All those who live by the JP.Morgan standard; shoot ’em.

    • That’s a bit radical. I don’t like violence, but the whole thing should be a criminal matter. U.S. citizens don’t get a tax break for using fewer Pfizer products, why should they get a break for employing fewer of us?

  3. Remember when the GM execs used their lear jets to fly to a government bail out meeting?

  4. I’m not in favor of violence either, though I do keep thinking about the arrogance and stupidity of the French nobles right before they got dragged out into the streets and killed at the guillotine. I really hope it doesn’t come to that. I don’t think it will.

    I notice one thing the tea partiers say about all this, the anti-union people, is that unions made them have to go overseas because we demanded too high wages here. MADE them? They had no other choice? We ALLOWED them to do it. Our government could put a tax on every overseas employee that was higher than what they’d pay a union worker here, and presto, magico, the jobs would still be here.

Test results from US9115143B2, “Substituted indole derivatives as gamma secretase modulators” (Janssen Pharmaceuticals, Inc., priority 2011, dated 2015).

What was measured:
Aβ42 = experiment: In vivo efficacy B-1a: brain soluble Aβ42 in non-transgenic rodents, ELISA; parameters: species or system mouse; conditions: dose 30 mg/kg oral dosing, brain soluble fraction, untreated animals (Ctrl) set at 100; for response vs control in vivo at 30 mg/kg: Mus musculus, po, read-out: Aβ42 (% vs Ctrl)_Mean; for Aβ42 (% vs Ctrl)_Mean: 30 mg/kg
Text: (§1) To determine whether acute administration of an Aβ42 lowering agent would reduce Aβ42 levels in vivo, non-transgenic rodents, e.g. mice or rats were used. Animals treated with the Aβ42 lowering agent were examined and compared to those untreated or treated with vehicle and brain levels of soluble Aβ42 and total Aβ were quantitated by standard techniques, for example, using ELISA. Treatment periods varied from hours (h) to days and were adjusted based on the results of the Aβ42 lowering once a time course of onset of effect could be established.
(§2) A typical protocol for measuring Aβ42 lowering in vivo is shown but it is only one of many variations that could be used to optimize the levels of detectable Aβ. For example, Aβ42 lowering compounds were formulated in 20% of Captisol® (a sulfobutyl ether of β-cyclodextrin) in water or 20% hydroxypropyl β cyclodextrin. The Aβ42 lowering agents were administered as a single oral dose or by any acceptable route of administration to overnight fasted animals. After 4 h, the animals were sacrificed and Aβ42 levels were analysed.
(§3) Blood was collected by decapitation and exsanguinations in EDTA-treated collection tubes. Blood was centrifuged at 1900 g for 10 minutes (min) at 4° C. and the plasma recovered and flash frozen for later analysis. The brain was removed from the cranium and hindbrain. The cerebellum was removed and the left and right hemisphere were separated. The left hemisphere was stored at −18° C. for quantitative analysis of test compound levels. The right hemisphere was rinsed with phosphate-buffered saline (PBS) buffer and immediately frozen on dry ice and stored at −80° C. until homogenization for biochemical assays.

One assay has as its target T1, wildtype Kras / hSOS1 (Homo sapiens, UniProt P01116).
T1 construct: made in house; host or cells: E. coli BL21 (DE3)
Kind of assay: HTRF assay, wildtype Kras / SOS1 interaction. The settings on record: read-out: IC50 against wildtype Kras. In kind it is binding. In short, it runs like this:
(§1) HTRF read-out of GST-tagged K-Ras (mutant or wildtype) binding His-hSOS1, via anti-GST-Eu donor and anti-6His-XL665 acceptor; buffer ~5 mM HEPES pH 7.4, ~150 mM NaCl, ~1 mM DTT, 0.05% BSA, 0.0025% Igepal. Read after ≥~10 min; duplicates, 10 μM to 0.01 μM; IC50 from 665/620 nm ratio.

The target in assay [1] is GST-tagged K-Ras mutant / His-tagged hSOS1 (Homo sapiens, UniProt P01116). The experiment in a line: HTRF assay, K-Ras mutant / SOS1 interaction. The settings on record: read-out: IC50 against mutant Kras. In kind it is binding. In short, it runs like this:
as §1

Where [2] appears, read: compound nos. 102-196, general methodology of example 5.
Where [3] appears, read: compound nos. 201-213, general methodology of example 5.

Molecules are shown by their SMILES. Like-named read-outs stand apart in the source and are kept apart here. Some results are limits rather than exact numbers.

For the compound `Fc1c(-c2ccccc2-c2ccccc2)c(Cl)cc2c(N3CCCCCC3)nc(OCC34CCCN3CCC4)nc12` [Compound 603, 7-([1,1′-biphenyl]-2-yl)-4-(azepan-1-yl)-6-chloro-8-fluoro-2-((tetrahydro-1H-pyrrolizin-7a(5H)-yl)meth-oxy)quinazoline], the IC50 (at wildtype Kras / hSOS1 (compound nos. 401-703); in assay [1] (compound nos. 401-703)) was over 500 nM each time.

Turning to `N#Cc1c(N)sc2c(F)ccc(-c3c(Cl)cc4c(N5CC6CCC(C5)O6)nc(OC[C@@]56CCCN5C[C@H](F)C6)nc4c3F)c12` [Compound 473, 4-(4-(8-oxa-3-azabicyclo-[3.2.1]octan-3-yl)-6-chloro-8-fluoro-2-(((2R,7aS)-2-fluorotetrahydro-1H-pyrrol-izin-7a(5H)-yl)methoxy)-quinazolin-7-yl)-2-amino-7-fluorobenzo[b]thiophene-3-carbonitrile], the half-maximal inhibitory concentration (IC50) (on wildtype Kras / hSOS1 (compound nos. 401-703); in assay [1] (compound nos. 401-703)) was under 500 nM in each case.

Same with the tax holiday. Really? You want to keep your money in the Caymans and play games? OK. Any American with more than X amount of dollars in an overseas bank pays (fill in insane amount) of tax on every dollar of it every day. It’s quite simple to make them play ball, if the government is working for we, the people.

    Also, I take exception with the phrase “job creator.” A job isn’t a widget. They aren’t making something we need and only they can supply. They enter into and exit from relationships with people. I recommend those of us who are alert stop using that language, as it’s part of the creeping rot of their ideology. Like Obamacare. That’s now what everybody calls it, and it shouldn’t be.

    Just my $0.02!

  5. Pingback: Wealthy Corporations with a Trillion Dollars Stashed Offshore Lobby for a ‘Holiday’ from US Taxes | Shift Frequency